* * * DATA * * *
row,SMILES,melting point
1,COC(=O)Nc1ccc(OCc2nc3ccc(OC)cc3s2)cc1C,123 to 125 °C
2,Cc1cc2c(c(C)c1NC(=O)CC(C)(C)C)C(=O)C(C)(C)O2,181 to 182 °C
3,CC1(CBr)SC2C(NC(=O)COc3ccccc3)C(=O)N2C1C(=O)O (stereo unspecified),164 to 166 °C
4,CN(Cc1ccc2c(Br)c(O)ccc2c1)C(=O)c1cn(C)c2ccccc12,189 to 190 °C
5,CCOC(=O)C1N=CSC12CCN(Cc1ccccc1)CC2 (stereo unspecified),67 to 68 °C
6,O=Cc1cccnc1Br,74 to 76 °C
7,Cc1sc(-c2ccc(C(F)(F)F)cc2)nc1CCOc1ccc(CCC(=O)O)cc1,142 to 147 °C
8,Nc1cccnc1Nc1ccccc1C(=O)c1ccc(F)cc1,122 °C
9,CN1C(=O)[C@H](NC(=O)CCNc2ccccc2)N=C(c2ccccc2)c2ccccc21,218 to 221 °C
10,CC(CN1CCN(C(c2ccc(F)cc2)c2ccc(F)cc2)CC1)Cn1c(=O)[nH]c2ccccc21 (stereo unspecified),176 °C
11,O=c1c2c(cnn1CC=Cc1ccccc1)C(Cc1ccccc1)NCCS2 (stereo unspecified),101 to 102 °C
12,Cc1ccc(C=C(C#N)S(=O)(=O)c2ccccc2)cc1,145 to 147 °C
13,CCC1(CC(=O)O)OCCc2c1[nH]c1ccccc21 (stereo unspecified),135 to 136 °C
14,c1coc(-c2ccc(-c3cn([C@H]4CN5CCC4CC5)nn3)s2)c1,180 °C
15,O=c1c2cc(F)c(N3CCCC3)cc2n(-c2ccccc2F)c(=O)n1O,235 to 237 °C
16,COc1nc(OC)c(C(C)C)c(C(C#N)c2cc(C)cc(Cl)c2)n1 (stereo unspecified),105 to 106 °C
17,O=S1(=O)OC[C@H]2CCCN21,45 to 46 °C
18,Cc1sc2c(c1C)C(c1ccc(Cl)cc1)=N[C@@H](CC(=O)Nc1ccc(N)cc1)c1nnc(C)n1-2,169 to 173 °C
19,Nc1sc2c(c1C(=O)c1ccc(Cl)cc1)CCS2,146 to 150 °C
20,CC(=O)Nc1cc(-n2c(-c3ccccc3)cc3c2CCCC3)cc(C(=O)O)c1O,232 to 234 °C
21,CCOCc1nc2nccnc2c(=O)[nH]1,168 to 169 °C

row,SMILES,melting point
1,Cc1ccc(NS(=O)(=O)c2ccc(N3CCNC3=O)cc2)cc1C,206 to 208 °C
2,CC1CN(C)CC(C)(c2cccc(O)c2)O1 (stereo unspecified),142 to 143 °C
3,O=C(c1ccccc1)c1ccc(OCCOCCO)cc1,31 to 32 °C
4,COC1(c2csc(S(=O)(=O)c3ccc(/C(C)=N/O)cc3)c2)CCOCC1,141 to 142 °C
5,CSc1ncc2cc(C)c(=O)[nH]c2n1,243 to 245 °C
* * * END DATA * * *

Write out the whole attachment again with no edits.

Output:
row,SMILES,melting point
1,COC(=O)Nc1ccc(OCc2nc3ccc(OC)cc3s2)cc1C,123 to 125 °C
2,Cc1cc2c(c(C)c1NC(=O)CC(C)(C)C)C(=O)C(C)(C)O2,181 to 182 °C
3,CC1(CBr)SC2C(NC(=O)COc3ccccc3)C(=O)N2C1C(=O)O (stereo unspecified),164 to 166 °C
4,CN(Cc1ccc2c(Br)c(O)ccc2c1)C(=O)c1cn(C)c2ccccc12,189 to 190 °C
5,CCOC(=O)C1N=CSC12CCN(Cc1ccccc1)CC2 (stereo unspecified),67 to 68 °C
6,O=Cc1cccnc1Br,74 to 76 °C
7,Cc1sc(-c2ccc(C(F)(F)F)cc2)nc1CCOc1ccc(CCC(=O)O)cc1,142 to 147 °C
8,Nc1cccnc1Nc1ccccc1C(=O)c1ccc(F)cc1,122 °C
9,CN1C(=O)[C@H](NC(=O)CCNc2ccccc2)N=C(c2ccccc2)c2ccccc21,218 to 221 °C
10,CC(CN1CCN(C(c2ccc(F)cc2)c2ccc(F)cc2)CC1)Cn1c(=O)[nH]c2ccccc21 (stereo unspecified),176 °C
11,O=c1c2c(cnn1CC=Cc1ccccc1)C(Cc1ccccc1)NCCS2 (stereo unspecified),101 to 102 °C
12,Cc1ccc(C=C(C#N)S(=O)(=O)c2ccccc2)cc1,145 to 147 °C
13,CCC1(CC(=O)O)OCCc2c1[nH]c1ccccc21 (stereo unspecified),135 to 136 °C
14,c1coc(-c2ccc(-c3cn([C@H]4CN5CCC4CC5)nn3)s2)c1,180 °C
15,O=c1c2cc(F)c(N3CCCC3)cc2n(-c2ccccc2F)c(=O)n1O,235 to 237 °C
16,COc1nc(OC)c(C(C)C)c(C(C#N)c2cc(C)cc(Cl)c2)n1 (stereo unspecified),105 to 106 °C
17,O=S1(=O)OC[C@H]2CCCN21,45 to 46 °C
18,Cc1sc2c(c1C)C(c1ccc(Cl)cc1)=N[C@@H](CC(=O)Nc1ccc(N)cc1)c1nnc(C)n1-2,169 to 173 °C
19,Nc1sc2c(c1C(=O)c1ccc(Cl)cc1)CCS2,146 to 150 °C
20,CC(=O)Nc1cc(-n2c(-c3ccccc3)cc3c2CCCC3)cc(C(=O)O)c1O,232 to 234 °C
21,CCOCc1nc2nccnc2c(=O)[nH]1,168 to 169 °C

row,SMILES,melting point
1,Cc1ccc(NS(=O)(=O)c2ccc(N3CCNC3=O)cc2)cc1C,206 to 208 °C
2,CC1CN(C)CC(C)(c2cccc(O)c2)O1 (stereo unspecified),142 to 143 °C
3,O=C(c1ccccc1)c1ccc(OCCOCCO)cc1,31 to 32 °C
4,COC1(c2csc(S(=O)(=O)c3ccc(/C(C)=N/O)cc3)c2)CCOCC1,141 to 142 °C
5,CSc1ncc2cc(C)c(=O)[nH]c2n1,243 to 245 °C